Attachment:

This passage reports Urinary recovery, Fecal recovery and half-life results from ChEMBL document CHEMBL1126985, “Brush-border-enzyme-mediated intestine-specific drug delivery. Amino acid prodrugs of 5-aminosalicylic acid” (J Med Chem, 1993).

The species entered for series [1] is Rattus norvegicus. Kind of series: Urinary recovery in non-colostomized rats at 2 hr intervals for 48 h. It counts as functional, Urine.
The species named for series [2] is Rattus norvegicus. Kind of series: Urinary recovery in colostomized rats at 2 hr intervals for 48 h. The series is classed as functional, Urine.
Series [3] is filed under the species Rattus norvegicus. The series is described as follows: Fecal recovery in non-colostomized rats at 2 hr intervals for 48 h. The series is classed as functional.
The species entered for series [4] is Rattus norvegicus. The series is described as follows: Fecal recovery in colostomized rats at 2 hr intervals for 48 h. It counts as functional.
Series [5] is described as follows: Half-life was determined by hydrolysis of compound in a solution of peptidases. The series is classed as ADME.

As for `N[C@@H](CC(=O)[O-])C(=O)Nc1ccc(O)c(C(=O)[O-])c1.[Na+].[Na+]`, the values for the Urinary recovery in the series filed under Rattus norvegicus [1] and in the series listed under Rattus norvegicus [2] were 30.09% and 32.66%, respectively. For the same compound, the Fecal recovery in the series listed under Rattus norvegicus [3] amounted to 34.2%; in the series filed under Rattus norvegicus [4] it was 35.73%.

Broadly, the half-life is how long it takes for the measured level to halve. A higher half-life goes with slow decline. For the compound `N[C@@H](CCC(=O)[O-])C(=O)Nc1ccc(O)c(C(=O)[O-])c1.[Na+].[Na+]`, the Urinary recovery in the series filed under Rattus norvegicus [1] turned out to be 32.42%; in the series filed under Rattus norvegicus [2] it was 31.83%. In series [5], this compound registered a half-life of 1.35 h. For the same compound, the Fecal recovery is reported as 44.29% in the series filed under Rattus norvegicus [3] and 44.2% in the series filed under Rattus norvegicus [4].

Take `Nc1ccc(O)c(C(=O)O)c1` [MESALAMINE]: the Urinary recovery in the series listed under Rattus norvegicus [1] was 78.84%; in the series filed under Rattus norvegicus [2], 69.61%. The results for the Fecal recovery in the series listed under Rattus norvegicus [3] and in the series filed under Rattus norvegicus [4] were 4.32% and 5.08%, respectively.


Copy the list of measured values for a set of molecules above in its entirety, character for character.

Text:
This passage reports Urinary recovery, Fecal recovery and half-life results from ChEMBL document CHEMBL1126985, “Brush-border-enzyme-mediated intestine-specific drug delivery. Amino acid prodrugs of 5-aminosalicylic acid” (J Med Chem, 1993).

The species entered for series [1] is Rattus norvegicus. Kind of series: Urinary recovery in non-colostomized rats at 2 hr intervals for 48 h. It counts as functional, Urine.
The species named for series [2] is Rattus norvegicus. Kind of series: Urinary recovery in colostomized rats at 2 hr intervals for 48 h. The series is classed as functional, Urine.
Series [3] is filed under the species Rattus norvegicus. The series is described as follows: Fecal recovery in non-colostomized rats at 2 hr intervals for 48 h. The series is classed as functional.
The species entered for series [4] is Rattus norvegicus. The series is described as follows: Fecal recovery in colostomized rats at 2 hr intervals for 48 h. It counts as functional.
Series [5] is described as follows: Half-life was determined by hydrolysis of compound in a solution of peptidases. The series is classed as ADME.

As for `N[C@@H](CC(=O)[O-])C(=O)Nc1ccc(O)c(C(=O)[O-])c1.[Na+].[Na+]`, the values for the Urinary recovery in the series filed under Rattus norvegicus [1] and in the series listed under Rattus norvegicus [2] were 30.09% and 32.66%, respectively. For the same compound, the Fecal recovery in the series listed under Rattus norvegicus [3] amounted to 34.2%; in the series filed under Rattus norvegicus [4] it was 35.73%.

Broadly, the half-life is how long it takes for the measured level to halve. A higher half-life goes with slow decline. For the compound `N[C@@H](CCC(=O)[O-])C(=O)Nc1ccc(O)c(C(=O)[O-])c1.[Na+].[Na+]`, the Urinary recovery in the series filed under Rattus norvegicus [1] turned out to be 32.42%; in the series filed under Rattus norvegicus [2] it was 31.83%. In series [5], this compound registered a half-life of 1.35 h. For the same compound, the Fecal recovery is reported as 44.29% in the series filed under Rattus norvegicus [3] and 44.2% in the series filed under Rattus norvegicus [4].

Take `Nc1ccc(O)c(C(=O)O)c1` [MESALAMINE]: the Urinary recovery in the series listed under Rattus norvegicus [1] was 78.84%; in the series filed under Rattus norvegicus [2], 69.61%. The results for the Fecal recovery in the series listed under Rattus norvegicus [3] and in the series filed under Rattus norvegicus [4] were 4.32% and 5.08%, respectively.